Then came the 2013 elections. Zanu PF swept aside any pretense that they recognised democratic values in an election run by the State security agencies and the Army. Once again the MDC was crushed and the Zanu PF Party resumed its full control of the State. It was simply too much for the people and the markets, Zimbabwe went into mourning and what was left of the economy came crashing down. In a year we have lost a 100 000 jobs, a third of our banks and revenues to the State can no longer support our basic needs.

Zanu PF then turned to long time allies – first China, when rebuffed there with calls for leadership changes, economic reforms and reengagement with the West, Mr. Mugabe, in an old style cold war maneuver, went to Russia instead. Then Putin invaded the Ukraine and Zimbabwe along with other members of the elite Group of pariah States, voted in the UN to support Russia. Wrong move, wrong time, this latest act of lunacy has sealed our fate. We will remain a pariah State that is eating its children until; somehow, we can force a change of leadership.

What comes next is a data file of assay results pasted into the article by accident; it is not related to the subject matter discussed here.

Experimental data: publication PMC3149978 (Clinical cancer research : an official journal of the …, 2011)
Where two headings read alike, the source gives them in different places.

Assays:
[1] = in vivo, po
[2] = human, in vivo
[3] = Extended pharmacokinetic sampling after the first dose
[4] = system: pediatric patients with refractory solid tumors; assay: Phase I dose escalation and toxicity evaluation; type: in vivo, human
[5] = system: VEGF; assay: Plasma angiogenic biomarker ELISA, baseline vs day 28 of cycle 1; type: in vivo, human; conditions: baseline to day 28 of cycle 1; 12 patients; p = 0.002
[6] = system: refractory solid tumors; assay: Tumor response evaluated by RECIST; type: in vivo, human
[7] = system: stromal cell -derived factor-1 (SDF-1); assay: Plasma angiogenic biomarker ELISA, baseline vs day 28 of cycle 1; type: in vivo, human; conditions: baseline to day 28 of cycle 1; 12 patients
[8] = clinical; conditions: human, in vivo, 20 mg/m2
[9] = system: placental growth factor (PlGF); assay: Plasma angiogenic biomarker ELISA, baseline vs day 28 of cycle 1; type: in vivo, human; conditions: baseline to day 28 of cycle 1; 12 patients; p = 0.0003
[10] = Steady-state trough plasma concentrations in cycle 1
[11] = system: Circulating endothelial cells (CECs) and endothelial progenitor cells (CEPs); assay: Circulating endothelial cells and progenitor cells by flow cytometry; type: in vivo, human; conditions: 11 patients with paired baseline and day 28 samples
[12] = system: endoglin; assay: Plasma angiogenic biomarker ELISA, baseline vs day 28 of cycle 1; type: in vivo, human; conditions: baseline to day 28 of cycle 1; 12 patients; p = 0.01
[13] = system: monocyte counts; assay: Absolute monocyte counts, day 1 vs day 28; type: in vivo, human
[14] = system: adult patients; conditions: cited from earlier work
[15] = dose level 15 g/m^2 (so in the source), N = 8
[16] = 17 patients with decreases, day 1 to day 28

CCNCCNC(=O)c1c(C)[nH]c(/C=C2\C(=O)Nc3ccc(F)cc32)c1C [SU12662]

COMMENTS

WORDPRESS: 35
  • comment-avatar

    You left out the Zvobgo contrived constitutional ammendment which heaped executive power on the President. This removed him from direct and restraining scrutiny and perched him up there as some kind of demi god.
    But it can also be said the attitudes of white farmers may also have given Mugabe and cohorts a perfect excuse to throw tje rule book away and place this country on a ruinous tragectory.

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      Reverend 8 years ago